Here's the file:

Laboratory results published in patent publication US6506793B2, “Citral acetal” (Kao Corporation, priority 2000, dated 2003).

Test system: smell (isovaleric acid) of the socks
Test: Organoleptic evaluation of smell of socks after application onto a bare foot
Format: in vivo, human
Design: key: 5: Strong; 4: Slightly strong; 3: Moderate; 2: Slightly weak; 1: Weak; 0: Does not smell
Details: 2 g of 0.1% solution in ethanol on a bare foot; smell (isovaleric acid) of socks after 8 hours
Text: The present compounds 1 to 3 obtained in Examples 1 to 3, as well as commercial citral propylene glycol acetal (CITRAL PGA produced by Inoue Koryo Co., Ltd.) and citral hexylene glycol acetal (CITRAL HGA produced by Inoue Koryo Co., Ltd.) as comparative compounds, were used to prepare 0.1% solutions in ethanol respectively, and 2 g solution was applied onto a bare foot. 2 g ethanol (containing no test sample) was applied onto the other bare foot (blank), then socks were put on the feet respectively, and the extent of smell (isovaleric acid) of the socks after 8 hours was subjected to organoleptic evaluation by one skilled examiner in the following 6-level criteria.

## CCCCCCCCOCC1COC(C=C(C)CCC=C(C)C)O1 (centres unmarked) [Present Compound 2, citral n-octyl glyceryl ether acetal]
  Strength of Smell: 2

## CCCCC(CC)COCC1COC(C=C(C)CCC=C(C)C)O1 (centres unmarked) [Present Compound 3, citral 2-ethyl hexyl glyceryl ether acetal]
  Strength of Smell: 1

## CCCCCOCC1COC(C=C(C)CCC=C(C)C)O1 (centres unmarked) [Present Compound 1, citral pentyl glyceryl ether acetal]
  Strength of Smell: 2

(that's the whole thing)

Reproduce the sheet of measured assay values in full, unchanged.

Laboratory results published in patent publication US6506793B2, “Citral acetal” (Kao Corporation, priority 2000, dated 2003).

Test system: smell (isovaleric acid) of the socks
Test: Organoleptic evaluation of smell of socks after application onto a bare foot
Format: in vivo, human
Design: key: 5: Strong; 4: Slightly strong; 3: Moderate; 2: Slightly weak; 1: Weak; 0: Does not smell
Details: 2 g of 0.1% solution in ethanol on a bare foot; smell (isovaleric acid) of socks after 8 hours
Text: The present compounds 1 to 3 obtained in Examples 1 to 3, as well as commercial citral propylene glycol acetal (CITRAL PGA produced by Inoue Koryo Co., Ltd.) and citral hexylene glycol acetal (CITRAL HGA produced by Inoue Koryo Co., Ltd.) as comparative compounds, were used to prepare 0.1% solutions in ethanol respectively, and 2 g solution was applied onto a bare foot. 2 g ethanol (containing no test sample) was applied onto the other bare foot (blank), then socks were put on the feet respectively, and the extent of smell (isovaleric acid) of the socks after 8 hours was subjected to organoleptic evaluation by one skilled examiner in the following 6-level criteria.

## CCCCCCCCOCC1COC(C=C(C)CCC=C(C)C)O1 (centres unmarked) [Present Compound 2, citral n-octyl glyceryl ether acetal]
  Strength of Smell: 2

## CCCCC(CC)COCC1COC(C=C(C)CCC=C(C)C)O1 (centres unmarked) [Present Compound 3, citral 2-ethyl hexyl glyceryl ether acetal]
  Strength of Smell: 1

## CCCCCOCC1COC(C=C(C)CCC=C(C)C)O1 (centres unmarked) [Present Compound 1, citral pentyl glyceryl ether acetal]
  Strength of Smell: 2